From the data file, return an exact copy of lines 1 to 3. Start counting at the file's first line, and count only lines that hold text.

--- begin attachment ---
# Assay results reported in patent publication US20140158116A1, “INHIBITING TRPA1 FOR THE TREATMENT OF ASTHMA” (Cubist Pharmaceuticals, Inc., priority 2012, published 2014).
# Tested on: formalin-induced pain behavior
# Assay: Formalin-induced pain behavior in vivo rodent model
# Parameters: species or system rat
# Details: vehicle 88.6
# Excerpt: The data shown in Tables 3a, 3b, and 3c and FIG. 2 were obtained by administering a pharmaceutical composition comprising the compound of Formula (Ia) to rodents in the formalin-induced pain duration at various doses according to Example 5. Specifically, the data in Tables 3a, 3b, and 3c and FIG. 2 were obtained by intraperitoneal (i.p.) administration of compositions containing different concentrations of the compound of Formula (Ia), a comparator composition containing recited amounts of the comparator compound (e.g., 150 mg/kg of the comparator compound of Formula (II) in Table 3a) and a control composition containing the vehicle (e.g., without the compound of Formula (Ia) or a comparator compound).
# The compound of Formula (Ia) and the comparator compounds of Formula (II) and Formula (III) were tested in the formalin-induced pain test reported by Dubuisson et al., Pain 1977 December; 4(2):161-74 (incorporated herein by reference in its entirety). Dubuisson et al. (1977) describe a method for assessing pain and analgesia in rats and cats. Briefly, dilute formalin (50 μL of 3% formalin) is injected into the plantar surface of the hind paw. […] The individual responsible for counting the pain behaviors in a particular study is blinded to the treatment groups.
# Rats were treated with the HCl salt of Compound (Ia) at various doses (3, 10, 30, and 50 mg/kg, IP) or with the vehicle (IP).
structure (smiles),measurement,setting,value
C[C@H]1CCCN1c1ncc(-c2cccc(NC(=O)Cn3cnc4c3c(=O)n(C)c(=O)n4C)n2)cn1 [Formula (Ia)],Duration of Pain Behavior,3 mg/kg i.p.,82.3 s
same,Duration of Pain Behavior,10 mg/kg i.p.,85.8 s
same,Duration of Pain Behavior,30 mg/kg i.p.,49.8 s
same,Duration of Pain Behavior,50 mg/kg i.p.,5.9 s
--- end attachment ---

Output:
# Assay results reported in patent publication US20140158116A1, “INHIBITING TRPA1 FOR THE TREATMENT OF ASTHMA” (Cubist Pharmaceuticals, Inc., priority 2012, published 2014).
# Tested on: formalin-induced pain behavior
# Assay: Formalin-induced pain behavior in vivo rodent model